Levin to set up commission of inquiry into alleged illicit police use of spyware

Justice minister says he will establish committee headed by vocal critic of State Attorney’s Office to probe law enforcement, advise on ‘comprehensive regulation’ of tech

Justice Minister Yariv Levin at a cabinet in Jerusalem on May 28, 2023. (Yonatan Sindel/Flash90)
Justice Minister Yariv Levin at a cabinet in Jerusalem on May 28, 2023. (Yonatan Sindel/Flash90)

Justice Minister Yariv Levin announced Thursday that he will set up an official commission of inquiry to probe the alleged illicit use of cyber-surveillance tools and spyware by law enforcement bodies against citizens.

The inquiry will include a probe into the deployment by police of the powerful, Israeli-made Pegasus tool, which enables access to cell phones, including covertly listening in on conversations.

Levin said he will seek the government’s approval to give the commission investigative powers “to review the conduct of the police, the State Attorney’s Office and their supervisory systems, in all matters relating to the procurement, monitoring and collection of information using cybernetics tools against citizens and office holders,” his office said in a press announcement Thursday.

The intent, according to the statement, is to implement “comprehensive regulation and provide a normative infrastructure for the use of advanced technological tools” to shore up public trust in law enforcement following the 2022 Pegasus affair, while balancing “the need to protect the right to privacy on the one hand, and to give enforcement agencies effective tools to fight crime and corruption on the other hand.”

The commission will examine the past uses of such tools and make recommendations on future uses to ensure transparency in how they are used by law enforcement systems while providing privacy protections, his office said.

Levin said Israeli citizens were “entitled to privacy and to the fact that any investigative procedure will be conducted in accordance with the law, while respecting the rights” of suspects under interrogation, witnesses, and others.

A photographic illustration shows a mobile phone near the NSO Group company logo in the Israeli city of Netanya on February 9, 2022. (Jack Guez/AFP)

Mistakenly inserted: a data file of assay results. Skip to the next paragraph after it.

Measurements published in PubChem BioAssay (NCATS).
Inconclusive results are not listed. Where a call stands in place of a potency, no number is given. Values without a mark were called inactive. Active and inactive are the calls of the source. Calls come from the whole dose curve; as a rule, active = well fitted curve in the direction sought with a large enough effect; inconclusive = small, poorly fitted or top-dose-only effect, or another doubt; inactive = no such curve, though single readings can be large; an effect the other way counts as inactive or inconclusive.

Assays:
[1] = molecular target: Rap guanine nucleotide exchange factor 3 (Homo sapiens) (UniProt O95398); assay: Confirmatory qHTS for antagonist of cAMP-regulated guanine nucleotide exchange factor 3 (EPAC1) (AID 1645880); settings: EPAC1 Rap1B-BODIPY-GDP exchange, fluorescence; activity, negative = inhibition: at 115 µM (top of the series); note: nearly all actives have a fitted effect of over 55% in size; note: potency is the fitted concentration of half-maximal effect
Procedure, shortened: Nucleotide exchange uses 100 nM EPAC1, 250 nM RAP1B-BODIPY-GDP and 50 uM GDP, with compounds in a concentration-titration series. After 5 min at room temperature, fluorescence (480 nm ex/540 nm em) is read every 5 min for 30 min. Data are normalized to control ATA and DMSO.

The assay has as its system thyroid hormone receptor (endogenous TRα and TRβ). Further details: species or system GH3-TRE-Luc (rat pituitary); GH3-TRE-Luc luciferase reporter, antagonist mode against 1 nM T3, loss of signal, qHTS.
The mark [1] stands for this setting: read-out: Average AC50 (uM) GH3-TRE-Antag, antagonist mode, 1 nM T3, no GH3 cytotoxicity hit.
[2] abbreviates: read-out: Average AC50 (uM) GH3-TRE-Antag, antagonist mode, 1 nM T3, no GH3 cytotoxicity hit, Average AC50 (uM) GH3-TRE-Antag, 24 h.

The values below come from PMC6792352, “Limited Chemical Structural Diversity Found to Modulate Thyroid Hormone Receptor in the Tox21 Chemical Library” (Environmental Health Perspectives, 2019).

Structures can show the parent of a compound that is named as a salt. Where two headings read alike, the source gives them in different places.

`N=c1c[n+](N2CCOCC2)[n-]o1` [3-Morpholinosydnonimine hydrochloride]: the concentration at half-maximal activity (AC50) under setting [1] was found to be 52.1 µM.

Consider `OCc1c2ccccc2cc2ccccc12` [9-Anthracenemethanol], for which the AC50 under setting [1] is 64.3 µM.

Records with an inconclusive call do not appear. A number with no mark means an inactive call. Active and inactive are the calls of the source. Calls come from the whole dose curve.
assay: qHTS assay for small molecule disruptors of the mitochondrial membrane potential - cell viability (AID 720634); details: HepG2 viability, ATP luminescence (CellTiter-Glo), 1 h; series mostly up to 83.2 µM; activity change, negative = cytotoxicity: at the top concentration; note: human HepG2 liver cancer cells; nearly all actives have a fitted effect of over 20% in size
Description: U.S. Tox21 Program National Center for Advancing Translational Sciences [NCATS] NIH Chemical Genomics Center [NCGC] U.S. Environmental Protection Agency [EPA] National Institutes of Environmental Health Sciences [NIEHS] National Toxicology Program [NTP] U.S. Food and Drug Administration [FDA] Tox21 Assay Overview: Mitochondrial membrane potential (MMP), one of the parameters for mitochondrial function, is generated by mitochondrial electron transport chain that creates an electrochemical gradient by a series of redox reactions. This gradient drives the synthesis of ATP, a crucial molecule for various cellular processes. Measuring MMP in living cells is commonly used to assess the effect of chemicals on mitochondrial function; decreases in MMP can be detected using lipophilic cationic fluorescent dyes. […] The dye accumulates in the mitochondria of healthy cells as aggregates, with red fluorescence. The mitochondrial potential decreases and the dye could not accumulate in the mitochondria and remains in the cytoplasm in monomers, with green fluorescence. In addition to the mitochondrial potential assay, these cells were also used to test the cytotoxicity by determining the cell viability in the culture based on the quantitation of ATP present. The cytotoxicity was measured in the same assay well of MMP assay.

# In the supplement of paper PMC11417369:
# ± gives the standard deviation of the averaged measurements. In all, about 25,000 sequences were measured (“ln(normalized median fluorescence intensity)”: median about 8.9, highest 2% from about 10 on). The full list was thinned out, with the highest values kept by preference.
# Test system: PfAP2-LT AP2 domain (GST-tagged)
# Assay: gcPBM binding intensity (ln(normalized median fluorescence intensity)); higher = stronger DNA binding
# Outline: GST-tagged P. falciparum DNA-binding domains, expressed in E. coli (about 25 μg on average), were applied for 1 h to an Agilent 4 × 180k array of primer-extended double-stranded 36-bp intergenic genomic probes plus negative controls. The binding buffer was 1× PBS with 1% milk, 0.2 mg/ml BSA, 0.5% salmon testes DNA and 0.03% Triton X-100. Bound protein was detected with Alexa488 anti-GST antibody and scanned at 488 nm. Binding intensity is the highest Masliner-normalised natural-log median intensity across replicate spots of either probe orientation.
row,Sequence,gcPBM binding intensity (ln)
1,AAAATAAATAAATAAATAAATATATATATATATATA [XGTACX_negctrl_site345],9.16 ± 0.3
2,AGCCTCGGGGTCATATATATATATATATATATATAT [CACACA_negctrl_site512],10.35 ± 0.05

The commission will be headed by retired judge Moshe Drori, a former vice president of the Jerusalem District Court and a vocal critic of the State Attorney’s Office.

Drori is a staunch supporter of the government’s plan to overhaul the justice system and previously voiced strong criticism of former attorney general Avichai Mandelblit.

File: Judge Moshe Drori attends a ceremony in Tel Aviv, June 12, 2019. (Flash90)

Levin’s commission of inquiry will submit its conclusions within six months after first convening, his office said

There have been persistent accusations that police have access to a watered-down version of NSO Group’s Pegasus spyware, known as Saifan, which allows them to access Israelis’ phones.

In early 2022, the Calcalist newspaper reported, without providing evidence or citing sources, that dozens of high-profile Israeli figures — including former ministry directors, prominent business figures, and family members and associates of Prime Minister Benjamin Netanyahu — were spied on by police using Pegasus spyware without any judicial oversight.

Investigations by police and an interim report by Deputy Attorney General Amit Marari found Calcalist’s reporting to have been largely incorrect, with none of the 26 people supposedly hacked having actually been targeted by police.

Nevertheless, the report noted that police had exceeded the bounds of warrants they had received to hack into phones on four occasions, and therefore had the potential to obtain information that was not legally available to them.

Judge Moshe Drori attends a ceremony in Tel Aviv, June 12, 2019. (Flash90)

In those four instances, Marari’s report noted at the time, the police unsuccessfully attempted to hack into a phone, but obtained no information from the attempt. In two of those cases, police had a warrant to secretly hack and record phone calls, but not to hack into digital communications; in a third, the operation was carried out shortly after the warrant had expired; and in the fourth, police believed they had a warrant and later discovered they did not.

Police at the time promised that any such unlawful instances, errors or violations “will be fully addressed” by a team within the Israel Police and that “any necessary adjustments will be made.”

Along with a series of recommendations for how to navigate use of such technological methods, the report suggested that the approval of the attorney general be required for any such new technologies, that a team be established to work with the police’s own legal department, and that better oversight of such issues be put in place.

Last month, prosecutors for the first time withdrew evidence from a court case after it became clear that police had obtained it illegally using spyware. Though police had a court order permitting eavesdropping in the case, the use strayed beyond the confines of the order.

The Herzliya-based spyware firm NSO Group has been on a US government blacklist since last year.

The firm’s flagship spyware, Pegasus, is considered one of the most powerful cyber-surveillance tools available on the market, giving operators the ability to effectively take full control of a target’s phone, download all data from the device or activate its camera or microphone without the user knowing.

The company has been under fire over the alleged use of its spyware technology by authoritarian regimes to carry out human rights abuses. It insists its product is meant only to assist countries in fighting crime and terrorism.

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